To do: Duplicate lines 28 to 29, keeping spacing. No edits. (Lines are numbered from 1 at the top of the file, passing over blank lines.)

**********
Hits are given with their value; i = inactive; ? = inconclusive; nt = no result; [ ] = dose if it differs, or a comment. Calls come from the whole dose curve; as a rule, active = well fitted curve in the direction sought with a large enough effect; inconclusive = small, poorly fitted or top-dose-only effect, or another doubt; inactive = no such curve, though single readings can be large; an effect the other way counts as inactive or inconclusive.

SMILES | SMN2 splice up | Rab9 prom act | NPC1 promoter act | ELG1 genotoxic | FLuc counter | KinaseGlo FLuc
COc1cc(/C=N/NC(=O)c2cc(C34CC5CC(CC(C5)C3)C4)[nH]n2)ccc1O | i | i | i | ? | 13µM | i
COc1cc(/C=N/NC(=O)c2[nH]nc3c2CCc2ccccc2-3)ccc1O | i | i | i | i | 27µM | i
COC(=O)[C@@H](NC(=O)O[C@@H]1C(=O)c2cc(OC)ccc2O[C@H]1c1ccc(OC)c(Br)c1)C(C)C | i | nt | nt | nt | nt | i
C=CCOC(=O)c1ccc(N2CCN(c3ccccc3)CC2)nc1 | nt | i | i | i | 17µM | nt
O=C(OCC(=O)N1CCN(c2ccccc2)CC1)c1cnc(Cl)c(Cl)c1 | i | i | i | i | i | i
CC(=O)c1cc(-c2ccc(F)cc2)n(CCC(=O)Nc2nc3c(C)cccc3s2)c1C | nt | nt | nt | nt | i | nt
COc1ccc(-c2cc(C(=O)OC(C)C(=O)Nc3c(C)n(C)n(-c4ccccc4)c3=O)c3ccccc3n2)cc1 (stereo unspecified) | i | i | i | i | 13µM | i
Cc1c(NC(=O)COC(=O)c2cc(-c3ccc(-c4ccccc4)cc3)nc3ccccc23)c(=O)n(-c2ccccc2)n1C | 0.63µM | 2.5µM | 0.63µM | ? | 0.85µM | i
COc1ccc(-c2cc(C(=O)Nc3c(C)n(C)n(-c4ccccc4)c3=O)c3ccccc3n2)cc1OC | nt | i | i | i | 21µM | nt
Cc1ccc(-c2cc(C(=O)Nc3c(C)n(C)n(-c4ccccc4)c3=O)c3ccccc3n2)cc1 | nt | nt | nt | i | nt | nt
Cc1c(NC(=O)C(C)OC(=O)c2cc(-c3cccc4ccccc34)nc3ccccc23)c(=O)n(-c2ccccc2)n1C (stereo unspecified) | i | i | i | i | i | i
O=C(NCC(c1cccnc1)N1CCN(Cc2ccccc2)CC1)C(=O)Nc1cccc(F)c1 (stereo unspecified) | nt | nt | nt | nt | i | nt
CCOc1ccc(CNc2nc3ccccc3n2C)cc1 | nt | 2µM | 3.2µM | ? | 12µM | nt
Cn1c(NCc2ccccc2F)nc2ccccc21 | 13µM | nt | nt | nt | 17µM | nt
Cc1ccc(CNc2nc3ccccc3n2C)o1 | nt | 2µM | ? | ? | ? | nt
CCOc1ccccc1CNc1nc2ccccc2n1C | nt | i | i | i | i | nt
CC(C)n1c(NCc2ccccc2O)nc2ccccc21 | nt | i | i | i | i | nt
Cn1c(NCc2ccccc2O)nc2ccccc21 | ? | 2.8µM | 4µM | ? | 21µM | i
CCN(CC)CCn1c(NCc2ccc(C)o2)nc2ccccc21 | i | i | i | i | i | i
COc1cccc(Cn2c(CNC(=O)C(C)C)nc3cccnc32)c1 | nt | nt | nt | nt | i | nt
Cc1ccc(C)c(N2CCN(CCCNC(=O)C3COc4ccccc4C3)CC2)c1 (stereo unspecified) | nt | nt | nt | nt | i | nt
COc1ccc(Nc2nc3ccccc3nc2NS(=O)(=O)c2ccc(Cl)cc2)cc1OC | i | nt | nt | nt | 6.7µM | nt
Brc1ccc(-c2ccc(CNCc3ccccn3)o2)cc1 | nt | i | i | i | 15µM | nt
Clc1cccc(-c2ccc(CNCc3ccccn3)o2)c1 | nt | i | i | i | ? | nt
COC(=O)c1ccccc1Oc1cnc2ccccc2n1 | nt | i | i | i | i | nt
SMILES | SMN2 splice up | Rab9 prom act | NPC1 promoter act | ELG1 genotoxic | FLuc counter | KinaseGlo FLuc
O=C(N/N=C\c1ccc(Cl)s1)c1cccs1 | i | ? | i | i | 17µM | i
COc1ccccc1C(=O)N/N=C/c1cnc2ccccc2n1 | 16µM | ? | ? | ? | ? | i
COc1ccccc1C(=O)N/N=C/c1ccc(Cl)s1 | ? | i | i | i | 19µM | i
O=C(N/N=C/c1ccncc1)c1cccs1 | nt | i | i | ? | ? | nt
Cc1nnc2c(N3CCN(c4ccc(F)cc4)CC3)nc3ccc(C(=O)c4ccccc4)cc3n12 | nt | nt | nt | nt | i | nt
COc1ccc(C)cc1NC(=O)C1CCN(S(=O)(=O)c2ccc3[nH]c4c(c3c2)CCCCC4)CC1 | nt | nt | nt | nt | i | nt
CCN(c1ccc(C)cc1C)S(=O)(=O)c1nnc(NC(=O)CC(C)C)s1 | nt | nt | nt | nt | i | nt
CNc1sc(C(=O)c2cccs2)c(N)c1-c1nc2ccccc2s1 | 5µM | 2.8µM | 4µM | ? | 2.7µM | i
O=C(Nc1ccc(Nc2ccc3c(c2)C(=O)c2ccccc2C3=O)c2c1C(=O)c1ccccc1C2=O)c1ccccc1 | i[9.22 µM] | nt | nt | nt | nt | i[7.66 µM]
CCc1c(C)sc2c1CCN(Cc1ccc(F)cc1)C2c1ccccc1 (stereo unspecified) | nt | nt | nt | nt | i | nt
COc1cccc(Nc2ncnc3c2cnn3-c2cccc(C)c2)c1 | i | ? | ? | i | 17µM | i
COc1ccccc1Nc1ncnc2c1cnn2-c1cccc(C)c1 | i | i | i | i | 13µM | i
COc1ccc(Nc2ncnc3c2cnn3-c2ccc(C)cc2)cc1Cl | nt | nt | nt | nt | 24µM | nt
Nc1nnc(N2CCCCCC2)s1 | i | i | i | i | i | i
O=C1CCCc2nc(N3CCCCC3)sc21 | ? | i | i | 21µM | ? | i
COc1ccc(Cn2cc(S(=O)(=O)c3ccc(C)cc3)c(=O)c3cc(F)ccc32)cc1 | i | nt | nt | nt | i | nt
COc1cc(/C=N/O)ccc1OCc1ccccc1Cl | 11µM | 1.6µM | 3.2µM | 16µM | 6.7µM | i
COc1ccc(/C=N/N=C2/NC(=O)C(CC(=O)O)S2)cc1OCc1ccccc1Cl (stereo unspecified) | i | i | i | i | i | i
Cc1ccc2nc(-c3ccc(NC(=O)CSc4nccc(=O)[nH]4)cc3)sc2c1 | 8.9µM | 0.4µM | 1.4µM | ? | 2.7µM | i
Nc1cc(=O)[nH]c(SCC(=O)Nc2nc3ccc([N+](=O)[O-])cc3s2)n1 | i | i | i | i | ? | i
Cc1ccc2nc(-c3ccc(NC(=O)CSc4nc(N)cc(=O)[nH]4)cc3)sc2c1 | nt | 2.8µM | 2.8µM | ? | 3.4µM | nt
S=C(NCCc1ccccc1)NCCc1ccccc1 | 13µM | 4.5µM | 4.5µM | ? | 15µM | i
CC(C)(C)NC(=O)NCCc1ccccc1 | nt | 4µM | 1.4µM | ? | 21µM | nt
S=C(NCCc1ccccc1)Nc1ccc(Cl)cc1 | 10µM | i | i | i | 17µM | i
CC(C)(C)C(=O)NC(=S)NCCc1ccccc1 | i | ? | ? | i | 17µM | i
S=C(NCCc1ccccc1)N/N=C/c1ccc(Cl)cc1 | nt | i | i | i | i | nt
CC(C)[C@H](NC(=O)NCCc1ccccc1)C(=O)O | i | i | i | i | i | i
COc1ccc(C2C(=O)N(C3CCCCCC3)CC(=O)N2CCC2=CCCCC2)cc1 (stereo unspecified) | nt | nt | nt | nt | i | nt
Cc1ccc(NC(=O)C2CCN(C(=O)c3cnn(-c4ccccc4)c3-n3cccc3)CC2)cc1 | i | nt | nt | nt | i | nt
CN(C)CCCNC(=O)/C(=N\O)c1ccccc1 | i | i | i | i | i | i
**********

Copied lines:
SMILES | SMN2 splice up | Rab9 prom act | NPC1 promoter act | ELG1 genotoxic | FLuc counter | KinaseGlo FLuc
O=C(N/N=C\c1ccc(Cl)s1)c1cccs1 | i | ? | i | i | 17µM | i